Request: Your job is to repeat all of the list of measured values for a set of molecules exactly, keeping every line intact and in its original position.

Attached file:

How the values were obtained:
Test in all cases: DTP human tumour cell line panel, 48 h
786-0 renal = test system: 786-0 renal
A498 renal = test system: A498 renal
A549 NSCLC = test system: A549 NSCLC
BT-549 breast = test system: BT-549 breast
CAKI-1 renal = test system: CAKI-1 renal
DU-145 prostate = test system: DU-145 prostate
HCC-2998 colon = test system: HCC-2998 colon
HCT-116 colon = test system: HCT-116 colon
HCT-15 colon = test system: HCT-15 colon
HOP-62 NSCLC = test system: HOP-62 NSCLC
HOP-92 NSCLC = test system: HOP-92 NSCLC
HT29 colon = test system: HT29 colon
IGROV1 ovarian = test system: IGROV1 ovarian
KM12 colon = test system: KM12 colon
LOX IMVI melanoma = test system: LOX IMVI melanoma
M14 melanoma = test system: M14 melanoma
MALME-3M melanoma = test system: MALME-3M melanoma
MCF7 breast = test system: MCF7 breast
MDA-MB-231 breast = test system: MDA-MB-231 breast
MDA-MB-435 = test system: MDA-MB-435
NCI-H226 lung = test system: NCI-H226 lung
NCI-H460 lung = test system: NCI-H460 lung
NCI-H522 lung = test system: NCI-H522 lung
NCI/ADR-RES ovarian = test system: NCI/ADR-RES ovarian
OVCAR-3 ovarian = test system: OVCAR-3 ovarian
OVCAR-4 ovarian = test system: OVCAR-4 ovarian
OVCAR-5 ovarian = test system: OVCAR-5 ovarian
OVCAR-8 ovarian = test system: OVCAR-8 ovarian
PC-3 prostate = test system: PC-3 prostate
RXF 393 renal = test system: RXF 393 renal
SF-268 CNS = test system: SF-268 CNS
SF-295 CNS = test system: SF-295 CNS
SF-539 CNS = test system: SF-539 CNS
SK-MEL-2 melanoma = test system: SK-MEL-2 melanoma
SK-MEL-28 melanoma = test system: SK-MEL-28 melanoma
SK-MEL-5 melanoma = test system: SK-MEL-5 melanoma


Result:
How the values were obtained:
Test in all cases: DTP human tumour cell line panel, 48 h
786-0 renal = test system: 786-0 renal
A498 renal = test system: A498 renal
A549 NSCLC = test system: A549 NSCLC
BT-549 breast = test system: BT-549 breast
CAKI-1 renal = test system: CAKI-1 renal
DU-145 prostate = test system: DU-145 prostate
HCC-2998 colon = test system: HCC-2998 colon
HCT-116 colon = test system: HCT-116 colon
HCT-15 colon = test system: HCT-15 colon
HOP-62 NSCLC = test system: HOP-62 NSCLC
HOP-92 NSCLC = test system: HOP-92 NSCLC
HT29 colon = test system: HT29 colon
IGROV1 ovarian = test system: IGROV1 ovarian
KM12 colon = test system: KM12 colon
LOX IMVI melanoma = test system: LOX IMVI melanoma
M14 melanoma = test system: M14 melanoma
MALME-3M melanoma = test system: MALME-3M melanoma
MCF7 breast = test system: MCF7 breast
MDA-MB-231 breast = test system: MDA-MB-231 breast
MDA-MB-435 = test system: MDA-MB-435
NCI-H226 lung = test system: NCI-H226 lung
NCI-H460 lung = test system: NCI-H460 lung
NCI-H522 lung = test system: NCI-H522 lung
NCI/ADR-RES ovarian = test system: NCI/ADR-RES ovarian
OVCAR-3 ovarian = test system: OVCAR-3 ovarian
OVCAR-4 ovarian = test system: OVCAR-4 ovarian
OVCAR-5 ovarian = test system: OVCAR-5 ovarian
OVCAR-8 ovarian = test system: OVCAR-8 ovarian
PC-3 prostate = test system: PC-3 prostate
RXF 393 renal = test system: RXF 393 renal
SF-268 CNS = test system: SF-268 CNS
SF-295 CNS = test system: SF-295 CNS
SF-539 CNS = test system: SF-539 CNS
SK-MEL-2 melanoma = test system: SK-MEL-2 melanoma
SK-MEL-28 melanoma = test system: SK-MEL-28 melanoma
SK-MEL-5 melanoma = test system: SK-MEL-5 melanoma